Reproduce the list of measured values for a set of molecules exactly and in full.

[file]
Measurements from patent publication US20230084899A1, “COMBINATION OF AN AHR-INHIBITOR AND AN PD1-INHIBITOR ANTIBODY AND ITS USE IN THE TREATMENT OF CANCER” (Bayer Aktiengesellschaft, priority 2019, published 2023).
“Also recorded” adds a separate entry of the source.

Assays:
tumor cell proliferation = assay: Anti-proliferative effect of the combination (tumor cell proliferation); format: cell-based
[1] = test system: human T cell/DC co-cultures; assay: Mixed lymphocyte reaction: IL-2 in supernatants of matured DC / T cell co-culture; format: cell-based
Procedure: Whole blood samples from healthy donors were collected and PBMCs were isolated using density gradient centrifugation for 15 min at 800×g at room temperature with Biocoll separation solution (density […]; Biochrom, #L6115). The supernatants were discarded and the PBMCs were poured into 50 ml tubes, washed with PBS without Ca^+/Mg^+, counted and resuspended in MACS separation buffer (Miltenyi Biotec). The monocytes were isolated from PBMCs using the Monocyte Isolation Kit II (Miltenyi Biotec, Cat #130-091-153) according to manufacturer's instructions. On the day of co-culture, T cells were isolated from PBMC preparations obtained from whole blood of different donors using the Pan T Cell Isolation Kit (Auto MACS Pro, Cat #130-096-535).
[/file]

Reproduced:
Measurements from patent publication US20230084899A1, “COMBINATION OF AN AHR-INHIBITOR AND AN PD1-INHIBITOR ANTIBODY AND ITS USE IN THE TREATMENT OF CANCER” (Bayer Aktiengesellschaft, priority 2019, published 2023).
“Also recorded” adds a separate entry of the source.

Assays:
tumor cell proliferation = assay: Anti-proliferative effect of the combination (tumor cell proliferation); format: cell-based
[1] = test system: human T cell/DC co-cultures; assay: Mixed lymphocyte reaction: IL-2 in supernatants of matured DC / T cell co-culture; format: cell-based
Procedure: Whole blood samples from healthy donors were collected and PBMCs were isolated using density gradient centrifugation for 15 min at 800×g at room temperature with Biocoll separation solution (density […]; Biochrom, #L6115). The supernatants were discarded and the PBMCs were poured into 50 ml tubes, washed with PBS without Ca^+/Mg^+, counted and resuspended in MACS separation buffer (Miltenyi Biotec). The monocytes were isolated from PBMCs using the Monocyte Isolation Kit II (Miltenyi Biotec, Cat #130-091-153) according to manufacturer's instructions. On the day of co-culture, T cells were isolated from PBMC preparations obtained from whole blood of different donors using the Pan T Cell Isolation Kit (Auto MACS Pro, Cat #130-096-535).